Kathryn Bigelow’s ex-husband James Cameron stated, when asked for a comment about her new film, that “I think that this could be the Platoon for the Iraq War”. While I do not necessarily agree with the comparison for reasons that will become apparent, I do think that it is an interesting one to draw. Underlying Cameron’s comment is the fact that Hurt Locker is one of only a few films about the Iraq War that attempt to look past the politics in order to focus upon the psychology of the individuals actually doing the fighting. This change of emphasis is harder to achieve than you might expect as film-makers are understandably reluctant to give the full Colonel Kurtz treatment to the people fighting a war that is still on-going. Indeed, Paul Haggis’ In the Valley of Elah (2007) skirted around the issue of war’s dehumanising effect by showing the impact of the war not upon the individuals doing the fighting but rather upon their families. Similarly, David Simon’s TV adaptation of Evan Wright’s Generation Kill (2004) lacked bite by virtue of an unfortunate tendency to portray its soldiers as quirky but ultimately heroic individuals trapped in unpleasant situations by self-serving bosses and a corrupt system. Bigelow’s Hurt Locker does undeniably adopt a more direct approach to the psychology of war, it is just a pity that what intellectual content there is in the film is starved of oxygen by the elaborate set-pieces that form the bulk of the film’s running time.
Staff Sergeant William James (Jeremy Renner) is, as is traditional in these kinds of films, a man on the edge. An experienced bomb disposal expert, he takes over a team operating in and around an Iraqi city we assume to be Baghdad. From the very beginning, James horrifies his team-mates with a total disregard not only for his own safety but also for that of his team and of any surrounding civilians; He refuses to use robots to inspect uncovered bombs, he refuses to tell the rest of the team what he is up to and he habitually takes off his armour as he engages his team in more and more dangerous disposal duties. These attempts at disposal are wonderfully portrayed by Bigelow, whose control of tension and pacing are flawless throughout the film’s big set pieces, including a fantastically tactical engagement between the bomb disposal team and an Iraqi sniper. The extraordinary power of these set pieces is partly down to the stylised documentary aesthetic granted the film by United 93 (2006) cinematographer Barry Ackroyd, but it is also a reflection of Bigelow’s contextual framing.
By refusing to engage in the kind of political grand-standing that crippled Iraq War films such as Gavin Hood’s Rendition (2007) or Robert Redford’s Lions for Lambs (2007), Bigelow is able to do away with many of the awkward narrative conceits that directors use to dramatise political and sociological theories. The Hurt Locker is not about a confrontation with an evil bomber as in Peter Berg’s The Kingdom (2007), Jan de Bont’s Speed (1994) or Stephen Hopkins’ Blown Away (1994). Instead it draws its tension from a confrontation between the protagonists and the world itself. The bomb disposal team grapple not only with the challenges set by the elaborately constructed terrorist bombs but also from the fact that the bombs are in a densely populated city filled with people who are not necessarily friendly. Indeed, in one scene, James tries to defuse a car bomb while his team-mates struggle to keep it together as ever open window and every civilian onlooker become spotters who could detonate the bomb and kill them all instantly.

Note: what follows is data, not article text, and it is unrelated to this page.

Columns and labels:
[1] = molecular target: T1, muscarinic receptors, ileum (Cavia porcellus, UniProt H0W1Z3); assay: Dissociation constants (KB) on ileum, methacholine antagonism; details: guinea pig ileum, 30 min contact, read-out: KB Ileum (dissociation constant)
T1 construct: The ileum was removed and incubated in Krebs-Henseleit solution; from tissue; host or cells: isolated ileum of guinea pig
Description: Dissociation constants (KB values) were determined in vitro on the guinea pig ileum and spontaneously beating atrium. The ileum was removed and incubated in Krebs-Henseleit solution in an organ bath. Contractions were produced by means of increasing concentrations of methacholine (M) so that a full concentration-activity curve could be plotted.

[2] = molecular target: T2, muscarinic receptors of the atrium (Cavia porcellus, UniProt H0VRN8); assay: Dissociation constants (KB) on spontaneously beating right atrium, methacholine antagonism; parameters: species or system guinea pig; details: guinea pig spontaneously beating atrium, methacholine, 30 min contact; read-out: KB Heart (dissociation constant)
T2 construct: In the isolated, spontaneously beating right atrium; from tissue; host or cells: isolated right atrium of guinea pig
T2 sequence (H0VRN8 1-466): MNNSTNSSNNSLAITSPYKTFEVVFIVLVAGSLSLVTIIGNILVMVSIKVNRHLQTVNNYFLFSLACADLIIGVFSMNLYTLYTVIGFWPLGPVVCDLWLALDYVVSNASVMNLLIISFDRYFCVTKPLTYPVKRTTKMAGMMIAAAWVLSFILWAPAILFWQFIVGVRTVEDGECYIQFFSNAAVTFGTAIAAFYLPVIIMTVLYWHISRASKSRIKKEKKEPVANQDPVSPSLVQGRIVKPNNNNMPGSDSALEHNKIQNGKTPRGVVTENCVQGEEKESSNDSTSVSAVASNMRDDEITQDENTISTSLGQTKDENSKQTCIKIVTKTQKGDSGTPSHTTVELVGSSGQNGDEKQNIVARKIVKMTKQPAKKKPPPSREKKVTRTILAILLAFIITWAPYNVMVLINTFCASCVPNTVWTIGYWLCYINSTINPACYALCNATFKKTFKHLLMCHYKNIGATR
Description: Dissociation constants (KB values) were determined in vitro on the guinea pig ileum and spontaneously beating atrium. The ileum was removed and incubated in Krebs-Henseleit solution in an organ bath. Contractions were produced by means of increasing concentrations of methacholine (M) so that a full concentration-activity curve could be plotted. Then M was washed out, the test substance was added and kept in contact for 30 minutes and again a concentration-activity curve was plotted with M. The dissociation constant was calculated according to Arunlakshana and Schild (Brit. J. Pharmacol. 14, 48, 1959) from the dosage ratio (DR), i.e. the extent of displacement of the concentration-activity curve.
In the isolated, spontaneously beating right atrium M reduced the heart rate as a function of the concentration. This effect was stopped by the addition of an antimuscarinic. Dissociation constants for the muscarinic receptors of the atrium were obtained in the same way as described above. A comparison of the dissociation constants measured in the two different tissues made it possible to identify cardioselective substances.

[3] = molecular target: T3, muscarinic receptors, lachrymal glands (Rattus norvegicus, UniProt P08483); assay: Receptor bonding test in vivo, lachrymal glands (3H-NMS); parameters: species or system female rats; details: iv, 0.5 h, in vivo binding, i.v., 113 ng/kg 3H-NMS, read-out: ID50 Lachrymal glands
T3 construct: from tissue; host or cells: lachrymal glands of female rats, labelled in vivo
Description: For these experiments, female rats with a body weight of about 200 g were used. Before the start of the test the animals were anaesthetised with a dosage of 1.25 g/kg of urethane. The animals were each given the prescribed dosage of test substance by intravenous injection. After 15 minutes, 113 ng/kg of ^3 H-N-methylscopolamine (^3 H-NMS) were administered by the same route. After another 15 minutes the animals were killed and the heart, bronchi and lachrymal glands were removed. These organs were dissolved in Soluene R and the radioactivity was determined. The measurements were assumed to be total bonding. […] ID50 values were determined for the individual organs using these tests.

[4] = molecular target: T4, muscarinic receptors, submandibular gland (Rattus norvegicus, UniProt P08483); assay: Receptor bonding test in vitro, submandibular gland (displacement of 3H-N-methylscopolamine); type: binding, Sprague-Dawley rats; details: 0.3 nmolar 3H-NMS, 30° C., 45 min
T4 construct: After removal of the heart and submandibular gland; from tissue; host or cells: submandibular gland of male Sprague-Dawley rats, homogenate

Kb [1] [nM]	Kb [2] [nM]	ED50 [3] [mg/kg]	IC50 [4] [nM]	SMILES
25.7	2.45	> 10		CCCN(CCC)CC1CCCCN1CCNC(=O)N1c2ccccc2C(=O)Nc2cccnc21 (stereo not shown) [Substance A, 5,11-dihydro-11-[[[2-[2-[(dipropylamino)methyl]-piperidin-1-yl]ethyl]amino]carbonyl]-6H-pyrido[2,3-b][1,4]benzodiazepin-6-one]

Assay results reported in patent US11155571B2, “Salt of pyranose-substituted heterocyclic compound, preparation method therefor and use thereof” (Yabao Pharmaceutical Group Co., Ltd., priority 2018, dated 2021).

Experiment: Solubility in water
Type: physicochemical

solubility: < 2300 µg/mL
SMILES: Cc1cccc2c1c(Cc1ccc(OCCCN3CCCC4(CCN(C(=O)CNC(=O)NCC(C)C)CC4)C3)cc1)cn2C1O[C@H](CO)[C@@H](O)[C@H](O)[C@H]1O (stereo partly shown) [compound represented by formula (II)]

With the back-bone of the film made up of scenes in which a group of individuals effectively battle against the world in an attempt to survive long enough to make it home, you would think that the stage was set for a character-driven film about the reasons why people go to war and how they cope with the realities of that existence. But the film’s more intellectual other foot simply never drops.
Far from being similar to Platoon, The Hurt Locker invites a much more obvious comparison with Richard Donner’s Lethal Weapon (1987). Much like Riggs, James is on the edge, self-destructive and alienated from civilian life. Much like Riggs, James has a much more stable and sensible Black partner (Anthony Mackie) who is forever nagging him about how his crazy stunts are going to get them all killed. Indeed, James is actually a less well formed character than Gibson’s Riggs as Riggs’ self-destructiveness came from the loss of his wife, whereas James’ seems to come from a rather nebulous sense of alienation comedically conveyed by his absolute consternation when asked to choose a breakfast cereal from amid the dozens of varieties on sale at his local supermarket.
The Hurt Locker is a pleasant enough film but its reliance upon generic characters with utterly generic relationships ultimately robs the film of any pretence it might have of psychological depth or genuinely visionary status. Much like the summer’s other war film Inglorious Basterds, Bigelow’s undeniable capacity to deliver effective and beautifully made scenes is in no way wedded to a similar level of skill when it comes to managing an extended narrative. James’ existential angst is not only hollow and generic but also clearly present only to grant a thin veneer of narrative coherence to a film that is nothing more than a series of set pieces.